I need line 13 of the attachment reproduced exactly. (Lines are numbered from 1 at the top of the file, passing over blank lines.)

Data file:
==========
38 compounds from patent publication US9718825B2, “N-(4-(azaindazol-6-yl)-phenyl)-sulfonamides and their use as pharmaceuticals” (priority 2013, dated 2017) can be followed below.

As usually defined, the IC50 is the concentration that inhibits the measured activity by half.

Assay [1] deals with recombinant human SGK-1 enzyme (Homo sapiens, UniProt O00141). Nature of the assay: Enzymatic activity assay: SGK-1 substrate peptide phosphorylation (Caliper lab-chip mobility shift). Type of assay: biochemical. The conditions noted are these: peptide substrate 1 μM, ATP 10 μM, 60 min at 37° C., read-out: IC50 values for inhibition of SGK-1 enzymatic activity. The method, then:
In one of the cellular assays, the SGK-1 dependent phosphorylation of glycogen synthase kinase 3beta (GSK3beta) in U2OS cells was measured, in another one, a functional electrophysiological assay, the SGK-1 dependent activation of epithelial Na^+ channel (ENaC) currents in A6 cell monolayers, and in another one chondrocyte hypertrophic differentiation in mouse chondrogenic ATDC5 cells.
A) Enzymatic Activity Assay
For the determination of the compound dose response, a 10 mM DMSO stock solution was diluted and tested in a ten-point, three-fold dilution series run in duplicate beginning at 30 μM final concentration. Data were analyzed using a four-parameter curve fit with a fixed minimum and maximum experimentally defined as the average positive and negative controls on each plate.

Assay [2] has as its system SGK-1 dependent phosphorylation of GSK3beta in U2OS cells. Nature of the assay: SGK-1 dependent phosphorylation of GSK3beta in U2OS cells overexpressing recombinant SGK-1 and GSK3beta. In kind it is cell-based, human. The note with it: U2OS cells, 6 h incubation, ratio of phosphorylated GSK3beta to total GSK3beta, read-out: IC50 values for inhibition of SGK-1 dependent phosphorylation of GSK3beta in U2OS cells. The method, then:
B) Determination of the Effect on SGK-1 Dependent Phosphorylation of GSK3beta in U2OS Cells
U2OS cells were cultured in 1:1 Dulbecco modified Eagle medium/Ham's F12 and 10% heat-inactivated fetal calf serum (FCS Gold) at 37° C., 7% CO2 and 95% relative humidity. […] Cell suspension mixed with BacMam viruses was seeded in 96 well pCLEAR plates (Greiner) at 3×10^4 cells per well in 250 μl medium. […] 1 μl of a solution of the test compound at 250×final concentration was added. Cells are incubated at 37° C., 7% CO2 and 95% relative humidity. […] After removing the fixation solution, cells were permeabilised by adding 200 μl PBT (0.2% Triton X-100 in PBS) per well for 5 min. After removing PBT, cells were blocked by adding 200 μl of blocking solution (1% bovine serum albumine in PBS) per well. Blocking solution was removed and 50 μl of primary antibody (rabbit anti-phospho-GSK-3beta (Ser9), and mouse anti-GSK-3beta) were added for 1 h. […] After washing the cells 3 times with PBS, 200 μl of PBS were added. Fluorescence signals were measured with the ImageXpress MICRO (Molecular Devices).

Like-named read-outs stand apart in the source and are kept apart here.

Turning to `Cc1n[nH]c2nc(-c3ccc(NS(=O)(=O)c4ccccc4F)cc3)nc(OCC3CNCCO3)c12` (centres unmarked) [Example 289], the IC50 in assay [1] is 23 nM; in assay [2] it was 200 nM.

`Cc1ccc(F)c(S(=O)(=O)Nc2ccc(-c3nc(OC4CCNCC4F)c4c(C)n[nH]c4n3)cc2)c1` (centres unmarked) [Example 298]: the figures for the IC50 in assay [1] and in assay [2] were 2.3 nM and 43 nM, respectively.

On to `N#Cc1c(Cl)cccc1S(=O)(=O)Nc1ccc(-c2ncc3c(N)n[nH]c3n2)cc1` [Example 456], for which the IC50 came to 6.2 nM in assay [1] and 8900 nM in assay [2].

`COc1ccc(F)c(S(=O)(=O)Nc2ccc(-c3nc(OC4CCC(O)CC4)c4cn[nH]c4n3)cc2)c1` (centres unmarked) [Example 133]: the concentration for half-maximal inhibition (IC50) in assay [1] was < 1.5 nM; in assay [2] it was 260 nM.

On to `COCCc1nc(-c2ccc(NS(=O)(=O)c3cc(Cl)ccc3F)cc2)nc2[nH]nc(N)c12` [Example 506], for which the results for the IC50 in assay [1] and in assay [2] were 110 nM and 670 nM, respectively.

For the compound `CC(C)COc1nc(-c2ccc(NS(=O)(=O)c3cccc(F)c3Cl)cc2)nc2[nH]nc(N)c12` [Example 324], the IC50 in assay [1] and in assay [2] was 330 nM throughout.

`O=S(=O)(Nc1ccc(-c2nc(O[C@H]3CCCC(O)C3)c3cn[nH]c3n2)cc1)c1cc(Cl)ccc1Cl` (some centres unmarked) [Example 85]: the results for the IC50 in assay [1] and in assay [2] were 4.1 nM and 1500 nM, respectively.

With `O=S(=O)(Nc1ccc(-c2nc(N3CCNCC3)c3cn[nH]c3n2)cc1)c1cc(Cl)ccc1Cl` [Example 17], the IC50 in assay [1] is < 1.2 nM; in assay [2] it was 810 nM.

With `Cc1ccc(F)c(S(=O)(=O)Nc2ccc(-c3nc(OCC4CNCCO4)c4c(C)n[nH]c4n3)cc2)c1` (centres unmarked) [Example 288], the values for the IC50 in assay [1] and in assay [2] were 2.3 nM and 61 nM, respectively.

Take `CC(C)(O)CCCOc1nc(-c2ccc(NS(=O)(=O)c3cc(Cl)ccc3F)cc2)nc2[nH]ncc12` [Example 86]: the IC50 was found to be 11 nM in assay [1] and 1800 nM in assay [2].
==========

On to `N#Cc1c(Cl)cccc1S(=O)(=O)Nc1ccc(-c2ncc3c(N)n[nH]c3n2)cc1` [Example 456], for which the IC50 came to 6.2 nM in assay [1] and 8900 nM in assay [2].